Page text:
James (Jim) Waite
Sadly, Mr James (Jim) Waite, former Senior Administrative Assistant in the Office of the Bursar, died on 30 September 2006.
Jim Waite joined the University in 1964, by which time he had already acquired over twenty years experience of financial, personnel and general administration. Much of this was gained with the National Coal Board, including several years as the senior administrative officer at Bickershaw Colliery in Leigh, Lancashire. During this time, he also qualified as a Chartered Secretary. In 1960, Jim left the coal industry to become an Executive Officer and Accountant with the UK Atomic Energy Authority at Thurso in Scotland. Here, he had a substantial involvement in the operation of the Authoritys superannuation schemes, covering well over thirty thousand employees.
Jim arrived in Leeds eminently well qualified to assume responsibility for the large section of the Bursars Office which handled the salaries of several thousand employees. The scale, volume and complexity of the work grew steadily during his time in charge, in response to the expansion of the University, substantial technical developments (notably, the adoption of computers) and legislative changes. Jim proved more than equal to the demands and challenges these brought in their train, ensuring that his section offered a consistently high level of service. He had a comprehensive knowledge of the intricacies of national insurance and income tax matters and related topics, and, just as important, a talent for bringing the best out of his colleagues through his encouragement and support. Equable of temperament, patient and approachable, Jim enjoyed good working relations with all parts of the University, and was a fount of informed assistance for the many staff who needed advice about taxation, insurance and other financial matters. When Jim took early retirement at the end of 1982, after eighteen years at Leeds, the then Bursar, Dr Ray Head, wrote that his unfailing courtesy and untiring dedication to the tasks allotted to him will be hallmarks by which he will be long remembered. He might have added that Jims departure took away one of the leading members of the Bursars side in the keenly contested annual games of cricket against the Registrars XI.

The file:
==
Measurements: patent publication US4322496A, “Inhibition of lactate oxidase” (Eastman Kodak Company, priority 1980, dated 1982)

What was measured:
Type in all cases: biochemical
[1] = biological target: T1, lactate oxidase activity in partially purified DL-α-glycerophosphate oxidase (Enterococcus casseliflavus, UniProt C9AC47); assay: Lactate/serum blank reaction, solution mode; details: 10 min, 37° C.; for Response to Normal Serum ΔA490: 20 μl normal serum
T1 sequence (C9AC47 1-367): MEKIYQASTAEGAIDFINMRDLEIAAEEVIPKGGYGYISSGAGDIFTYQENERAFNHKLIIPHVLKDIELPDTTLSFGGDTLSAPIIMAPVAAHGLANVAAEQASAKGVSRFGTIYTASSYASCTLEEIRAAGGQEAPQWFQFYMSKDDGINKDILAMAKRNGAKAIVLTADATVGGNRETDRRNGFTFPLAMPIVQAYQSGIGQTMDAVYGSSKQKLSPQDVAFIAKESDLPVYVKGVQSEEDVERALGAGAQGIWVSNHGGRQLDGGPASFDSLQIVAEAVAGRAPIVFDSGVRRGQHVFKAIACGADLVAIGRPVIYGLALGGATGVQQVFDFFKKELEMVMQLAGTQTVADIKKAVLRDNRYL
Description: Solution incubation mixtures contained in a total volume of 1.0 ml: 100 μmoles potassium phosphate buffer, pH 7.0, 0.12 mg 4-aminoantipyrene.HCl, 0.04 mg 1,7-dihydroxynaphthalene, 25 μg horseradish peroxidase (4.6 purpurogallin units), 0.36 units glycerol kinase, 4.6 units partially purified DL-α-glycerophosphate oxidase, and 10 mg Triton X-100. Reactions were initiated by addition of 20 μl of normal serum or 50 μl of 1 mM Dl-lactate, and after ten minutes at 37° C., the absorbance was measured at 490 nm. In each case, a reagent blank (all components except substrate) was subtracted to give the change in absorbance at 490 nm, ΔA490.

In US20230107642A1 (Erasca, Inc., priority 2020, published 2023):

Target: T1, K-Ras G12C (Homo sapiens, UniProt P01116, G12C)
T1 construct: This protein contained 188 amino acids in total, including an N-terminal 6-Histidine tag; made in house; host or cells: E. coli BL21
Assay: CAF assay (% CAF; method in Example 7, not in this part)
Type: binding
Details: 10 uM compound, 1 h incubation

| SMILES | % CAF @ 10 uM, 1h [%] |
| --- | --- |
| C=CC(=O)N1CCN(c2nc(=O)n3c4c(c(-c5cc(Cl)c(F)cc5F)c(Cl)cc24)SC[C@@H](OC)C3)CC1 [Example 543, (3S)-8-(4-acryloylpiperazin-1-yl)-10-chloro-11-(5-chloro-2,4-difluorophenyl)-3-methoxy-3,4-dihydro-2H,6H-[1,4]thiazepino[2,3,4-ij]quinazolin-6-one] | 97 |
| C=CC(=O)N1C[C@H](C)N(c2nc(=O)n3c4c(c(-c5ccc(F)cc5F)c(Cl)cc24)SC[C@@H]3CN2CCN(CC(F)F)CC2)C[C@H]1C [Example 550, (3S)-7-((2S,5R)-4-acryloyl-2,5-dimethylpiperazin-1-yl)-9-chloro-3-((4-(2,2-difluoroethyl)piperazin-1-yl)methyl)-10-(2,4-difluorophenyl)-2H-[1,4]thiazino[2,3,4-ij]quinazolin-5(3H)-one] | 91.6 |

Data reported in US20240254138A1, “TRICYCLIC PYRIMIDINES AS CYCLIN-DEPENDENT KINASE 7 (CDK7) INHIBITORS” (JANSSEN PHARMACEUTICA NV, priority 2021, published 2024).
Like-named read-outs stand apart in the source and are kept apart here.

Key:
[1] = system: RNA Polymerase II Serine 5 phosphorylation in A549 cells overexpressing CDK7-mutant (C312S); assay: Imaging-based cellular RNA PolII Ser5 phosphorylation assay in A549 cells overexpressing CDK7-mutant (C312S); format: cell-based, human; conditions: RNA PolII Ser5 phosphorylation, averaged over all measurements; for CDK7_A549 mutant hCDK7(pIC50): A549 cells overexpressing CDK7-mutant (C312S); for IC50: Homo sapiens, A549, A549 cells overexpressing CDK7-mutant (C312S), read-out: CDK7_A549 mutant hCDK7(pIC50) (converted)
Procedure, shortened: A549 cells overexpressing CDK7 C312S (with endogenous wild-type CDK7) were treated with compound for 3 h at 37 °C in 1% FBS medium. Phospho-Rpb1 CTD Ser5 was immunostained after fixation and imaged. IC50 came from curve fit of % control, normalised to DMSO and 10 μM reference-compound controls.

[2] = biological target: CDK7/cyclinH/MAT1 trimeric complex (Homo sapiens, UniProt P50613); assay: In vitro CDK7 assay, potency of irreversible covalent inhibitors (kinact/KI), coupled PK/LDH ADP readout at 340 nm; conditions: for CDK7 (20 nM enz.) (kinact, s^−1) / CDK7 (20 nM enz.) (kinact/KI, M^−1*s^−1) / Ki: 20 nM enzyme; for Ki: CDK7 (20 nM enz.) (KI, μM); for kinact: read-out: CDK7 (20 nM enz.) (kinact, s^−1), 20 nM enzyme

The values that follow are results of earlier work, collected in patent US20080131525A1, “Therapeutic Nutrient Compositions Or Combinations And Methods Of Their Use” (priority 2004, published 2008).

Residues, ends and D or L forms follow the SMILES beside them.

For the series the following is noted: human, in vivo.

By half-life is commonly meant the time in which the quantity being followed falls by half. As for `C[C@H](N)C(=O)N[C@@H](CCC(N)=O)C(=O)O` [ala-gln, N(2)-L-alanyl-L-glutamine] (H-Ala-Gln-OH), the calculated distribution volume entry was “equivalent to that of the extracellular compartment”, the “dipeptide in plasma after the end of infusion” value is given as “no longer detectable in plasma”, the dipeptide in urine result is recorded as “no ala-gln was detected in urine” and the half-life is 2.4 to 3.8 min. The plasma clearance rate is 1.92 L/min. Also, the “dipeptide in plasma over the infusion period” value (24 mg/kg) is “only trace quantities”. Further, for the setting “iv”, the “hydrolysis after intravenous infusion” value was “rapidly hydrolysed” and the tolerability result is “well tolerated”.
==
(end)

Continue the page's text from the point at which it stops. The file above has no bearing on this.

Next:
Jim leaves a wife, Dorothy, daughters Barbara, Sheila and Margaret, and son, Philip, together with several grandchildren and great-grandchildren.